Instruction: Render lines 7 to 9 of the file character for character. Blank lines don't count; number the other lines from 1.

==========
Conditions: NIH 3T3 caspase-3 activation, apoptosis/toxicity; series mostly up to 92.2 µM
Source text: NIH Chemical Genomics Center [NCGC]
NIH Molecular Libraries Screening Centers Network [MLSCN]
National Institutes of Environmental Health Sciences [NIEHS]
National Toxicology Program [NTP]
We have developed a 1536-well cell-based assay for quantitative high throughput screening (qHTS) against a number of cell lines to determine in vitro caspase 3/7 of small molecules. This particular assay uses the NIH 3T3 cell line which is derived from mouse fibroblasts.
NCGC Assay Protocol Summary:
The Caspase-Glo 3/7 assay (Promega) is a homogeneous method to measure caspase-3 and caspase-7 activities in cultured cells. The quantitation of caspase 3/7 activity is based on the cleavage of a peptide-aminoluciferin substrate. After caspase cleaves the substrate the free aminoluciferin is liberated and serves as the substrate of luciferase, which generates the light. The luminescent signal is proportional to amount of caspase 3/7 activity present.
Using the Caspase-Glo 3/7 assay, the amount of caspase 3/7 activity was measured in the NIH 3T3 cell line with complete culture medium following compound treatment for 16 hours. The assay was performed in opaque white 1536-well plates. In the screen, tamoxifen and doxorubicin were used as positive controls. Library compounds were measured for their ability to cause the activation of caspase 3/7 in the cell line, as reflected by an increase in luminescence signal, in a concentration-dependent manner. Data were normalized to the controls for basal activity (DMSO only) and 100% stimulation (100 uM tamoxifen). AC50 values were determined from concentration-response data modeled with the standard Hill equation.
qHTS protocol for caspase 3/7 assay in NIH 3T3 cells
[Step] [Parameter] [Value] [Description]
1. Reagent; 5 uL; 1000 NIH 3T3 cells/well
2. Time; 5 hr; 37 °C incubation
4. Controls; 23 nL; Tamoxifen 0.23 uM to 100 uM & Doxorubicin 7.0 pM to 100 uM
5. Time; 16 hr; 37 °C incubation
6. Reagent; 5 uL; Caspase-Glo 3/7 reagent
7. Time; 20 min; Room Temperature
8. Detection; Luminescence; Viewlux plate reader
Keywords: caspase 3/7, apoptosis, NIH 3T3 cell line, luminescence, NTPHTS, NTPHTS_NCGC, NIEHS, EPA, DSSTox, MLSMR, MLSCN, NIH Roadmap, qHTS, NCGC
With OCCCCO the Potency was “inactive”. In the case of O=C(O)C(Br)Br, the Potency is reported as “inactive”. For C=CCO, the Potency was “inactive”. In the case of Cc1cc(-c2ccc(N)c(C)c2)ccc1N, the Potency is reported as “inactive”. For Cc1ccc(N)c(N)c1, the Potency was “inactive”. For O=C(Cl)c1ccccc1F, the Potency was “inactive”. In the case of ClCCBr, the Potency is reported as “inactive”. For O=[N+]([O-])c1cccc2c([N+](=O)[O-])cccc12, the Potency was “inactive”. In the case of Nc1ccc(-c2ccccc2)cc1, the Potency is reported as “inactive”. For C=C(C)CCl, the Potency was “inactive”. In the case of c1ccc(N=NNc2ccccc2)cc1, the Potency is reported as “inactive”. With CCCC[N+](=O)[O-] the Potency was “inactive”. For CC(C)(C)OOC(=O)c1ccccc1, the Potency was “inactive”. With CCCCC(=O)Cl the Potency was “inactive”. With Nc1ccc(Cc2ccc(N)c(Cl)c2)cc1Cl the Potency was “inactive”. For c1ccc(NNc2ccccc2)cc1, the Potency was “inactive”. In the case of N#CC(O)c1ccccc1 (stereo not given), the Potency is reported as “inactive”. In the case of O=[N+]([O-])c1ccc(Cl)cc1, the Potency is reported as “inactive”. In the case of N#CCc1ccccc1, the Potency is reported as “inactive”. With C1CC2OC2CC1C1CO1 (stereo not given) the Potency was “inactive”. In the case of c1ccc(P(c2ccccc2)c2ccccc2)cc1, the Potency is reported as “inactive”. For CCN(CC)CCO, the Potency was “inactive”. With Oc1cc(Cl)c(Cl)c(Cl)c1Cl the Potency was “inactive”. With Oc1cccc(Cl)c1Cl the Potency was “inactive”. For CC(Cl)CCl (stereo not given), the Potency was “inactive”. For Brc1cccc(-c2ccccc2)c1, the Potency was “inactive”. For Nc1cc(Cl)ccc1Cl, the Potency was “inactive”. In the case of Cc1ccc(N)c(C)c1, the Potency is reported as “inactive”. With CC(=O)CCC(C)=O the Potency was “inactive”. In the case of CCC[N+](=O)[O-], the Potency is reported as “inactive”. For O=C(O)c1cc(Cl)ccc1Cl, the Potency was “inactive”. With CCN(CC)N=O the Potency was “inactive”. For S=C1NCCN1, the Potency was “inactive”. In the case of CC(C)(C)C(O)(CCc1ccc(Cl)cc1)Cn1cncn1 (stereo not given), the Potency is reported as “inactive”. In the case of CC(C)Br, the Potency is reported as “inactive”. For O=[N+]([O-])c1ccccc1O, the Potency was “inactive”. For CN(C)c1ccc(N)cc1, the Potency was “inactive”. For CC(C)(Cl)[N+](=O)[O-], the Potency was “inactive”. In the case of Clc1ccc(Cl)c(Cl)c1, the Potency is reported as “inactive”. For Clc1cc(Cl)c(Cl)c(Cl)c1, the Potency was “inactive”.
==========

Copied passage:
NCGC Assay Protocol Summary:
The Caspase-Glo 3/7 assay (Promega) is a homogeneous method to measure caspase-3 and caspase-7 activities in cultured cells. The quantitation of caspase 3/7 activity is based on the cleavage of a peptide-aminoluciferin substrate. After caspase cleaves the substrate the free aminoluciferin is liberated and serves as the substrate of luciferase, which generates the light. The luminescent signal is proportional to amount of caspase 3/7 activity present.
Using the Caspase-Glo 3/7 assay, the amount of caspase 3/7 activity was measured in the NIH 3T3 cell line with complete culture medium following compound treatment for 16 hours. The assay was performed in opaque white 1536-well plates. In the screen, tamoxifen and doxorubicin were used as positive controls. Library compounds were measured for their ability to cause the activation of caspase 3/7 in the cell line, as reflected by an increase in luminescence signal, in a concentration-dependent manner. Data were normalized to the controls for basal activity (DMSO only) and 100% stimulation (100 uM tamoxifen). AC50 values were determined from concentration-response data modeled with the standard Hill equation.